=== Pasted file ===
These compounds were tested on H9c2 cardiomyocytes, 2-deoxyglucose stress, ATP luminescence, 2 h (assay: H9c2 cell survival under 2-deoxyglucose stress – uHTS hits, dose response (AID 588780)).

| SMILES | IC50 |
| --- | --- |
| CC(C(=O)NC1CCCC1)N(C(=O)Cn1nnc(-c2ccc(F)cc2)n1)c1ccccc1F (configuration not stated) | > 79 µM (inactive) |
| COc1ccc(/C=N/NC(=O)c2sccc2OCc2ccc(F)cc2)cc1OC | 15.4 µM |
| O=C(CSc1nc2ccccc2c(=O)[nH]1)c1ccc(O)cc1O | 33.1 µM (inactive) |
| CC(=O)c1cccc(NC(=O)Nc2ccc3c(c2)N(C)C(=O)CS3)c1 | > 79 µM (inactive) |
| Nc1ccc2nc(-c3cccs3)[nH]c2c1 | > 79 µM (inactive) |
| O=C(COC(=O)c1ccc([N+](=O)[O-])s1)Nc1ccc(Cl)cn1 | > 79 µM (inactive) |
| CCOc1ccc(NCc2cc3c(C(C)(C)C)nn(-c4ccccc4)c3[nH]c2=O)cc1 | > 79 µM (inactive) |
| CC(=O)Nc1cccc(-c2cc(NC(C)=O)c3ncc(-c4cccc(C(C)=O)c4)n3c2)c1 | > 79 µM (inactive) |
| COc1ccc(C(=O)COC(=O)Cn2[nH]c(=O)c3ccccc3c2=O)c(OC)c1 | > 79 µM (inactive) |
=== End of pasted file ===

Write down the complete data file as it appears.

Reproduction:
These compounds were tested on H9c2 cardiomyocytes, 2-deoxyglucose stress, ATP luminescence, 2 h (assay: H9c2 cell survival under 2-deoxyglucose stress – uHTS hits, dose response (AID 588780)).

| SMILES | IC50 |
| --- | --- |
| CC(C(=O)NC1CCCC1)N(C(=O)Cn1nnc(-c2ccc(F)cc2)n1)c1ccccc1F (configuration not stated) | > 79 µM (inactive) |
| COc1ccc(/C=N/NC(=O)c2sccc2OCc2ccc(F)cc2)cc1OC | 15.4 µM |
| O=C(CSc1nc2ccccc2c(=O)[nH]1)c1ccc(O)cc1O | 33.1 µM (inactive) |
| CC(=O)c1cccc(NC(=O)Nc2ccc3c(c2)N(C)C(=O)CS3)c1 | > 79 µM (inactive) |
| Nc1ccc2nc(-c3cccs3)[nH]c2c1 | > 79 µM (inactive) |
| O=C(COC(=O)c1ccc([N+](=O)[O-])s1)Nc1ccc(Cl)cn1 | > 79 µM (inactive) |
| CCOc1ccc(NCc2cc3c(C(C)(C)C)nn(-c4ccccc4)c3[nH]c2=O)cc1 | > 79 µM (inactive) |
| CC(=O)Nc1cccc(-c2cc(NC(C)=O)c3ncc(-c4cccc(C(C)=O)c4)n3c2)c1 | > 79 µM (inactive) |
| COc1ccc(C(=O)COC(=O)Cn2[nH]c(=O)c3ccccc3c2=O)c(OC)c1 | > 79 µM (inactive) |